First mea culpa. I was fast asleep when the announcement that Ben Silverman, the gift that kept on giving to me for all his NBCU screw-ups, was finally letting boss Jeff Zucker off the hook for a hiring decision that will go down in the annals of television entertainment as one of the worst. Sure, my phone started ringing at 6:08 AM PT. But I blissfully ignored it because I wanted my full 8 hours. But here’s the thing: I knew back on June 24th that Ben was engaged in a desperate search for another job or financial backing to leave NBC so he could make it look like he’d jumped before he was pushed. I also knew Ben was telling Hollywood between July 21-23 that he’d be leaving NBCU “in 2 or 3 weeks”. Just one problem: Ben had done that, and said that, several times before in recent months. It was like Chicken Little saying the sky is falling: eventually, it turned out to be true. But I owed this to DHD readers: it was more important for me to be right rather than first. It wasn’t until late Friday that Barry Diller’s name was whispered to me as Silverman’s savior (Diller helped bankroll Ben’s Reveille start-up, too.) And each and every time I contacted NBCU, executives there lied to me. Jeff Zucker lied to me. Ben Silverman lied to me. They had their PR lie to me. (NBCU’s claim now is that the deal came together “quicker than expected” and “only this past weekend”, and then Silverman, IAC, and NBCU “scrambled to get this together” before the market opened today.)
So here’s how this went down:
I can pinpoint almost exactly when NBCU was fed up with Ben. It was the night of May 13th when I received a late night 10 PM email from NBCU PR about 8 hours after I’d posted VIDEO: Ben Silverman Sings In A Towel:
It is [Flack X]. I wanted to make an off the record request to take the video of Ben down. I know you were very respectful in your item and I appreciate that.
I will give you a ring tomorrow to discuss.
I said no. The flack pushed. I pushed back. And the video stayed up. I found out the next day that the order to get the video taken down from DHD had come from Jeff Zucker himself. The reason became clear that Sunday: Zucker was terrified that mention of the video, or god forbid the actual video itself, would be in Bill Carter’s major article on Ben Silverman set for publishing on May 17th and posting online the day before.
It wasn’t. So, once again, NBCU’s spin control on the Silverman Screw-Ups had worked its magic on the mainstream media. Everything I’d been reporting since I broke the news that Kevin Reilly had been fired and Ben hired by Zucker two years ago that May 2007 had been ignored by the major newspapers and magazines: the drugs and drunkeness, the missed meetings and appointments, the unprofessional AWOL periods, the schlock programming, the conflict of interests with Reveille and his former Reveille employees, the expensive flops, and so on. But on May 17th, not even Zucker, a boss who could never admit that putting Ben into the top programming post was a huge error in judgment, ignored the NYT headline that Sunday: “NBC Hired A Hit Maker. It’s Still Waiting.”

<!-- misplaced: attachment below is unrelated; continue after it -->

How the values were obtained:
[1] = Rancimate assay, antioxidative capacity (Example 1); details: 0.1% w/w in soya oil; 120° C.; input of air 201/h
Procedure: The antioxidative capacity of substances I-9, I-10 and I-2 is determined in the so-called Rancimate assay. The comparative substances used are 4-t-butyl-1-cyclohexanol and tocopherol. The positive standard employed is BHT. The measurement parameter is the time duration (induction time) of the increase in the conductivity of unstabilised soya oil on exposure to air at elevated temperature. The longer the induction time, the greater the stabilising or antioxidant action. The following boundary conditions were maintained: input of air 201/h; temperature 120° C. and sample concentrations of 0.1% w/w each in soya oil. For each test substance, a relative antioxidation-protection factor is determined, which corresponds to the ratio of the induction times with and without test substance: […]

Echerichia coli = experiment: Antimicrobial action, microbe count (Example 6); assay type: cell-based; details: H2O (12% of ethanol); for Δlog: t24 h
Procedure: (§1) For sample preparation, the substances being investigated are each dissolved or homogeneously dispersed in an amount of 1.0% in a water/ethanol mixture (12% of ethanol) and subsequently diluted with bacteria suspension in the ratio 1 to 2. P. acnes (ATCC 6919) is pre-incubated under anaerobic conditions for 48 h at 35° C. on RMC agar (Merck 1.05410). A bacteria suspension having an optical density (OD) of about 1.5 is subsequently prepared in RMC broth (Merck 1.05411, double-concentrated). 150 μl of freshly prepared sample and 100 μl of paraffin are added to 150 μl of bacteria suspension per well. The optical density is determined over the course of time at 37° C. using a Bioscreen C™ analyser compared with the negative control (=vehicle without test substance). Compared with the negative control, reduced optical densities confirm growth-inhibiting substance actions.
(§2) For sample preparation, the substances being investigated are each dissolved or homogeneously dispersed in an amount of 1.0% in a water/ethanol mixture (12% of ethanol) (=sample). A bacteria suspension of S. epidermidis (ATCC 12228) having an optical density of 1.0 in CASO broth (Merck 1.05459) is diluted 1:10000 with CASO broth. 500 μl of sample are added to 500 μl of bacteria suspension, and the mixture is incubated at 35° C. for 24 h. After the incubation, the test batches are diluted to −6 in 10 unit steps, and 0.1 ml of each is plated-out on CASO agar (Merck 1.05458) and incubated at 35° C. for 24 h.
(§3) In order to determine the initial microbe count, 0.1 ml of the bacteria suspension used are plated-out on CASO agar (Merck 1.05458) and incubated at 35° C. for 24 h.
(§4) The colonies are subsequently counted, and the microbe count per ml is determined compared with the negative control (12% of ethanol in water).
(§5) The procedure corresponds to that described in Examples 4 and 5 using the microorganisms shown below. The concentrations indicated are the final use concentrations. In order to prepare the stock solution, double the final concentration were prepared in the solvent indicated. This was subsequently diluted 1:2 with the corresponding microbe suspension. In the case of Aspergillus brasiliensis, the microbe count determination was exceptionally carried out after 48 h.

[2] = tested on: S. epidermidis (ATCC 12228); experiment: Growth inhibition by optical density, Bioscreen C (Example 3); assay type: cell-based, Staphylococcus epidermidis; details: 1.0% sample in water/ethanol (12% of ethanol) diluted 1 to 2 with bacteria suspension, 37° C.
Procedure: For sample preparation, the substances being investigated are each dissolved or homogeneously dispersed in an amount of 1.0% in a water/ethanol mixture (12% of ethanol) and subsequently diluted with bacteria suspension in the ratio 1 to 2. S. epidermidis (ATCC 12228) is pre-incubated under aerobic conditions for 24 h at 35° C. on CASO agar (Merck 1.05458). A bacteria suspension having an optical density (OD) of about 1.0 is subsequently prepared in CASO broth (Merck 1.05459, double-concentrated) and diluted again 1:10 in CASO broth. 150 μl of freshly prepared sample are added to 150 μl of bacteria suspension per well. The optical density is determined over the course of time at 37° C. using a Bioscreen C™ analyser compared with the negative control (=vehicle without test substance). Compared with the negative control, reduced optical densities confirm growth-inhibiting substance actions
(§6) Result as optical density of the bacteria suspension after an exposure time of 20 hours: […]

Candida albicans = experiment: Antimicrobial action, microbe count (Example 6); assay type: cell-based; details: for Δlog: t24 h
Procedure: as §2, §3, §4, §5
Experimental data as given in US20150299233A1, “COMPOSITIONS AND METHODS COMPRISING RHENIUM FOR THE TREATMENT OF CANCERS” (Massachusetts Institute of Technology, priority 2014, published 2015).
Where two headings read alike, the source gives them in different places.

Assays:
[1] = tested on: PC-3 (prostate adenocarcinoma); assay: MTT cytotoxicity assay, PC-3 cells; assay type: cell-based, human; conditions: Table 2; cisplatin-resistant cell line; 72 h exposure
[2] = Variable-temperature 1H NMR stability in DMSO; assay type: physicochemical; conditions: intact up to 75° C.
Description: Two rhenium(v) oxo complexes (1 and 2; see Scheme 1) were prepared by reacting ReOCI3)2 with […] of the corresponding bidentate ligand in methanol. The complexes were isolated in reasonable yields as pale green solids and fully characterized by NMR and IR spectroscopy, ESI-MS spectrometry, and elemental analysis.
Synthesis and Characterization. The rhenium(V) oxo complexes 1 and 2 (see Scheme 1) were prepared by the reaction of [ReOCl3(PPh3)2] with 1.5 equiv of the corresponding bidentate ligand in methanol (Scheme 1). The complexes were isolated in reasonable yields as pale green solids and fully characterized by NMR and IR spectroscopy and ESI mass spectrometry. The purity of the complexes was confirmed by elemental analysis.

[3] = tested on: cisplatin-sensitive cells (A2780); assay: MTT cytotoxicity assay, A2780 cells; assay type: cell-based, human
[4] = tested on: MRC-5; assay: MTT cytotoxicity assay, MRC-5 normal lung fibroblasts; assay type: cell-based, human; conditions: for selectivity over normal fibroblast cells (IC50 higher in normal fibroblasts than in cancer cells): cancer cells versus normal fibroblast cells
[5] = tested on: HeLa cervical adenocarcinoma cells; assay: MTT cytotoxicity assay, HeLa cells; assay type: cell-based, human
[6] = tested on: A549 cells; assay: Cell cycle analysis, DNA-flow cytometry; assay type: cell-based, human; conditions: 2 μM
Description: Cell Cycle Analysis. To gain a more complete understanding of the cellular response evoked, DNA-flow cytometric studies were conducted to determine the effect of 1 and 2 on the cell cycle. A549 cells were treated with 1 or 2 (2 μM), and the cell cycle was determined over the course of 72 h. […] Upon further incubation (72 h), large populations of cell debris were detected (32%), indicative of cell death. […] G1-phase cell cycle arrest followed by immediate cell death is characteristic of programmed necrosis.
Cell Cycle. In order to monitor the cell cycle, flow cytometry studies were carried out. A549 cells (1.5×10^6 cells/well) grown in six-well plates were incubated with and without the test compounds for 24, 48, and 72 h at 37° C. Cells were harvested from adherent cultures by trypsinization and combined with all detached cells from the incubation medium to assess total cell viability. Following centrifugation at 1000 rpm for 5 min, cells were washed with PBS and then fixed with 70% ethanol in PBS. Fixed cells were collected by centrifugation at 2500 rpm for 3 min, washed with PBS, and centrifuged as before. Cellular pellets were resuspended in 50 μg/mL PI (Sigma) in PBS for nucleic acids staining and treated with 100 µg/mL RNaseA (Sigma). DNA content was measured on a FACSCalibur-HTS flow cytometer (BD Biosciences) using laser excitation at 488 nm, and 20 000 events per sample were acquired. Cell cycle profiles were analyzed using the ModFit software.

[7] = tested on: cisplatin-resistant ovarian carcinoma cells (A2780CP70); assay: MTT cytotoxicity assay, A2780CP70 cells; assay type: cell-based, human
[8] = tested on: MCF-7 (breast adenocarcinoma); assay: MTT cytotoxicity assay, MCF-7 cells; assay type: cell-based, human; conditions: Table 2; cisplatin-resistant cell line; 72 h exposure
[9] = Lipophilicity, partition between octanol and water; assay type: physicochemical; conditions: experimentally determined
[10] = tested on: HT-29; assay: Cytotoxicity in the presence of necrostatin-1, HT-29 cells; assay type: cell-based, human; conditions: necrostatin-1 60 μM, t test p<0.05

It took two years, but finally not even mainstream media could ignore the truth any longer.
Meanwhile, I had been banned, unbanned, banned, and then unbanned by NBCU all this time on direct orders of Zucker. The same guy who’d frozen out The Hollywood Reporter after the trade had tried to report about the GE-NBCU-Oama story and argumentative GE shareholders meeting. Then again both Zucker and his boss GE chairman Jeff Immelt keep trying and mostly succeeding to stifle other media’s coverage of their company. Even if it means lying.
On June 24th, the end game for Silverman was in sight. That’s when I reported that Jeff Zucker Is Privately Pledging “Imminent Changes” At NBC And Universal. Zucker told Hollywood the day before that ”there are changes and they’ll be imminent” at NBC. He implied that they involved Ben. As I posted at the time, Zucker already had quietly moved Silverman out of NBC Entertainment and Universal Media Studios business and into NBCU corporate marketing to focus on advertising-related business. (GE chairman/CEO Jeff Immelt has always been impressed with Silverman’s salesmanship abilities in the advertising arena ever since Ben personally convinced Madison Avenue to buy many millions of dollars more commercial time for NBC’s Beijing Olympics.) “No one will acknowledge it, but Ben is out of the [entertainment] picture,” one source explained to me. “He’s not involved in the day-to-day anymore. Instead, he’s doing marketing for the corporate side.” Agreed another of my sources, “He’s not involved in pitches, development, or scheduling. The running joke you hear often is that he’s a ‘glorified ad salesman’.”
Maybe I shouldn’t have alerted NBCU. But I thought it responsible to make a warning call to NBCU that I was going with a story saying Zucker was telling Hollywood that Ben Silverman was out. Yes, I intended to write a much stronger story than what finally — after 3 updates incorporating NBCU comments off-the-record — appeared. I also was going to report that Ben had been desperately seeking financial backing on Wall Street for a new start-up — only to be turned down almost everywhere. And that he’d been desperately seeking a job anywhere: with ITV in the UK, with Elizabeth Murdoch who now owned his Reveille, with anyone.